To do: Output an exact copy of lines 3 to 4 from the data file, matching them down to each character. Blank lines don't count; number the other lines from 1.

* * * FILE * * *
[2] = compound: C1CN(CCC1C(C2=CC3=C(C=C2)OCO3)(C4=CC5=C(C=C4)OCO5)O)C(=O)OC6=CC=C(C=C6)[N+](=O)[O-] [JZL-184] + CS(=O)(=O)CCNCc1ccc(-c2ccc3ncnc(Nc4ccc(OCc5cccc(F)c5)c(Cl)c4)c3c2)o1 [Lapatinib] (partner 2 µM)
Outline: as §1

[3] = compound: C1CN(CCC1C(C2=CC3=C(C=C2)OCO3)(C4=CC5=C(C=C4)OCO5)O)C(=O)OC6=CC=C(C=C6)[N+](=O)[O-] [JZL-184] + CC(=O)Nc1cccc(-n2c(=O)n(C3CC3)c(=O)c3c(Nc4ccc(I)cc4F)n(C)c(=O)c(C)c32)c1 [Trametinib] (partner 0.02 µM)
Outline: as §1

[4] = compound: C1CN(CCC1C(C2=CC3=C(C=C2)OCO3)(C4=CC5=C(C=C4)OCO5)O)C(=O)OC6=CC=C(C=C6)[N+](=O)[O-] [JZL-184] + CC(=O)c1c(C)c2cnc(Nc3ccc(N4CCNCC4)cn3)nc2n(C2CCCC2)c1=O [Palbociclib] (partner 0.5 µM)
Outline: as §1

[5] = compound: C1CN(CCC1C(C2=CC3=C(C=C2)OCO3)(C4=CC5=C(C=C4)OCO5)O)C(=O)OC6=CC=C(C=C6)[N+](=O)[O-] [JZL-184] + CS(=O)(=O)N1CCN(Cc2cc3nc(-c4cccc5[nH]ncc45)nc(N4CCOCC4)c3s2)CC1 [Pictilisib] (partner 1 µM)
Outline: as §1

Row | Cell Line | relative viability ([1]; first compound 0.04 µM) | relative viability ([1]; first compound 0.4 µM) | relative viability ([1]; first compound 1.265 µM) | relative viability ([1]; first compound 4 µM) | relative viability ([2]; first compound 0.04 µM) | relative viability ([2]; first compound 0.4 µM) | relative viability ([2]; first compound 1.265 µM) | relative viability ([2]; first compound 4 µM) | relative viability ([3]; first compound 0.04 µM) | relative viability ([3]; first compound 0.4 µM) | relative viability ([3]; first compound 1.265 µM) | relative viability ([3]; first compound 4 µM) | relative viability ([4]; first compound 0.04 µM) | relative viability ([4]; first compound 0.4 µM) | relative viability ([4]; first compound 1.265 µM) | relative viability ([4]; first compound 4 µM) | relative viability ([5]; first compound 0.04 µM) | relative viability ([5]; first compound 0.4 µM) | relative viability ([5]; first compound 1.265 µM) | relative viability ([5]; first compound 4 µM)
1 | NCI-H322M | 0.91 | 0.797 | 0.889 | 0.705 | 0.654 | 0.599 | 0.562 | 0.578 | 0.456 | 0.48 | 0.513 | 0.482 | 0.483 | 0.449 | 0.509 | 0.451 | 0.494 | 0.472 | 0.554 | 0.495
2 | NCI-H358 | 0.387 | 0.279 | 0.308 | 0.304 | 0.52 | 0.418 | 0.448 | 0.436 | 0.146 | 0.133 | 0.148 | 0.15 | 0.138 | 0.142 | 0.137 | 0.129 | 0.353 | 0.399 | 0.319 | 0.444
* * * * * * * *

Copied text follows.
[3] = compound: C1CN(CCC1C(C2=CC3=C(C=C2)OCO3)(C4=CC5=C(C=C4)OCO5)O)C(=O)OC6=CC=C(C=C6)[N+](=O)[O-] [JZL-184] + CC(=O)Nc1cccc(-n2c(=O)n(C3CC3)c(=O)c3c(Nc4ccc(I)cc4F)n(C)c(=O)c(C)c32)c1 [Trametinib] (partner 0.02 µM)
Outline: as §1